Social class is partly essential when reading the pattern of health and illness as it can identify those with longer life expectancy as it can vary according to social groups. The Black Report by Townsend at al, (1980) is the most powerful study in the modern health the study clearly provides explanations based on the relationships between the social and environmental factors in regards to health and illness while focusing on life expectancy. The study has also showed significant evidence of those individuals in the upper social class as having a longer life expectancy and having better health than those in of the lower social group. The Black Report indentified four main types of explanations that may explain the differences in the levels of illness and life expectancy which may be experienced by different social groups. Many theorists were convinced that the differences in health and well being were caused by the individual’s financial state and one’s living conditions. The Black Report explained the four possible sociological differences which were the statistical artefact, natural or the social selection, cultural or behavioural including material and structural explanations.

Age

The age patterns of health and illness can tend to be true among the older generation as they illustrate that individuals over the age of 75 have a high rate of illness. In 2003 during a three month period it showed that 24per cent of patients aged 75 would have attended casualty and the out-patient department in comparison with 14per cent of all other individuals in a different age group. Stating from the Alzheimer’s Society during 2007 they estimated that one in 20 people over the age of 65 and one in five people over the age of 80 suffered from dementia.

Geographical location

Health and illness can relay on the regional variations. The morbidity and mortality rates certainly differ in different parts of the state and also the surrounding cities and towns within that particular country. Morbidity rate is the proportion of individuals who suffer fro a particular disease and mortality rate is the proportion of people who may die from a disease. The recordings show and prove that the poorer the region is the poorer the cities are meaning that they will be high levels of ill health and varies diseases this might be due to the lack of health education or the failure of government polices and procedures.

Deaths due to diseases accounted by each region, 2001.

Sourced:

Geocases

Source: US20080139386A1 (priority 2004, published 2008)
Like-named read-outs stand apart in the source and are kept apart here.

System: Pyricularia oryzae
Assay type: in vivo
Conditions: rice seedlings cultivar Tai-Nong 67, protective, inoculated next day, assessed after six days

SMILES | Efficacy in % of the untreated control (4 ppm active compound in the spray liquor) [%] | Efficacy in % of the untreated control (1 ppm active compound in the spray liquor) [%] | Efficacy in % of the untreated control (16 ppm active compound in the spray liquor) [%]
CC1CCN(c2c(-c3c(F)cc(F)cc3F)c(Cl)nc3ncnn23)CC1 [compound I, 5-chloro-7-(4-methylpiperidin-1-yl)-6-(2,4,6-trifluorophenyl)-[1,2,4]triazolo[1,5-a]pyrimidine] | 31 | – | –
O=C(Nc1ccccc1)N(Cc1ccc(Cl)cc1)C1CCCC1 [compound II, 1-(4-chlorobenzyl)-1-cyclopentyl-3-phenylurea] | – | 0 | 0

M2

To understand the patterns and trends in health and illness among different social categories specialists and statistical methods are used to measure health. Statistical trends in levels health and illness are grouped in to three main classes which are government statistics, charitable organisation with pressure groups and academic researchers working with other authors. Government statistics is the use of The Office of National Statistics which provides recent information on the sociology issues that relate to the health and social care topics, statistics can come in variety of formats. Information can vary from birth and death rates including hospital admissions. Where as, charitable organisations and pressure groups collect and distribute statistical and other related issues which discuss the trends in health and illness. The academic researchers and other authors are mostly based in universities where by they debate and contribute facts on the health and social care issues.

There are several difficulties in defining health and the measuring of health. Defining the term health has always been an issue for social scientists meaning scientists had a number of definitions of healthy and unhealthy or suggesting “normal” and pathological approach also the term varies between professional and academic studies. Biological explanations differ from social constructionist accounts with minimum agreement on the causes and conditions of ill health. The writer would suggest that to get relevant on information regarding health and illness it is best to research multi perspectival approaches.

Difficulties in defining health

Issues relating to the reliability of statistical data

D1

Strengths and weakness of health and well being

Judgement make a conclusion